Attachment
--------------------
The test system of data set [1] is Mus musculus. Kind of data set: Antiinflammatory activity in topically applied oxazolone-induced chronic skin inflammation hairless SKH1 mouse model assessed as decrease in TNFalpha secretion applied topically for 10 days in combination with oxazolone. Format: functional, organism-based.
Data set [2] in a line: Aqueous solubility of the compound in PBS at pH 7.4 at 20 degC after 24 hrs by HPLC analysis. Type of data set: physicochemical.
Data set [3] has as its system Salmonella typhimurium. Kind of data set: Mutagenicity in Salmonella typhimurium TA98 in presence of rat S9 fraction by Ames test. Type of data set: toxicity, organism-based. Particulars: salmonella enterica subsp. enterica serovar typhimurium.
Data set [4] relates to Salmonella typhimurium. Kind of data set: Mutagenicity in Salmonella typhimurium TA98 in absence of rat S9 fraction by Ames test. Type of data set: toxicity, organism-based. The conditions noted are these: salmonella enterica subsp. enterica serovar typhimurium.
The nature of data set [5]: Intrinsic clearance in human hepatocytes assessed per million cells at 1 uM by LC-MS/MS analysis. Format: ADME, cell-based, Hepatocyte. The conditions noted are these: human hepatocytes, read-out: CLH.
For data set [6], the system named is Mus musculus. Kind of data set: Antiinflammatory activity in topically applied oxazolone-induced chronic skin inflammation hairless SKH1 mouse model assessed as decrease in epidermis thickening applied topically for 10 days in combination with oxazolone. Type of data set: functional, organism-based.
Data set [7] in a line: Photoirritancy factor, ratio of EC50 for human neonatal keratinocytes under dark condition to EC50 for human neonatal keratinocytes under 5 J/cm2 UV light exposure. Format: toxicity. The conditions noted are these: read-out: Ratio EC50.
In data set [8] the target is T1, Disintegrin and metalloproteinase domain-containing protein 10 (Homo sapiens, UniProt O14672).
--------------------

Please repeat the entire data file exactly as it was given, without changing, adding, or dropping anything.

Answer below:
The test system of data set [1] is Mus musculus. Kind of data set: Antiinflammatory activity in topically applied oxazolone-induced chronic skin inflammation hairless SKH1 mouse model assessed as decrease in TNFalpha secretion applied topically for 10 days in combination with oxazolone. Format: functional, organism-based.
Data set [2] in a line: Aqueous solubility of the compound in PBS at pH 7.4 at 20 degC after 24 hrs by HPLC analysis. Type of data set: physicochemical.
Data set [3] has as its system Salmonella typhimurium. Kind of data set: Mutagenicity in Salmonella typhimurium TA98 in presence of rat S9 fraction by Ames test. Type of data set: toxicity, organism-based. Particulars: salmonella enterica subsp. enterica serovar typhimurium.
Data set [4] relates to Salmonella typhimurium. Kind of data set: Mutagenicity in Salmonella typhimurium TA98 in absence of rat S9 fraction by Ames test. Type of data set: toxicity, organism-based. The conditions noted are these: salmonella enterica subsp. enterica serovar typhimurium.
The nature of data set [5]: Intrinsic clearance in human hepatocytes assessed per million cells at 1 uM by LC-MS/MS analysis. Format: ADME, cell-based, Hepatocyte. The conditions noted are these: human hepatocytes, read-out: CLH.
For data set [6], the system named is Mus musculus. Kind of data set: Antiinflammatory activity in topically applied oxazolone-induced chronic skin inflammation hairless SKH1 mouse model assessed as decrease in epidermis thickening applied topically for 10 days in combination with oxazolone. Type of data set: functional, organism-based.
Data set [7] in a line: Photoirritancy factor, ratio of EC50 for human neonatal keratinocytes under dark condition to EC50 for human neonatal keratinocytes under 5 J/cm2 UV light exposure. Format: toxicity. The conditions noted are these: read-out: Ratio EC50.
In data set [8] the target is T1, Disintegrin and metalloproteinase domain-containing protein 10 (Homo sapiens, UniProt O14672).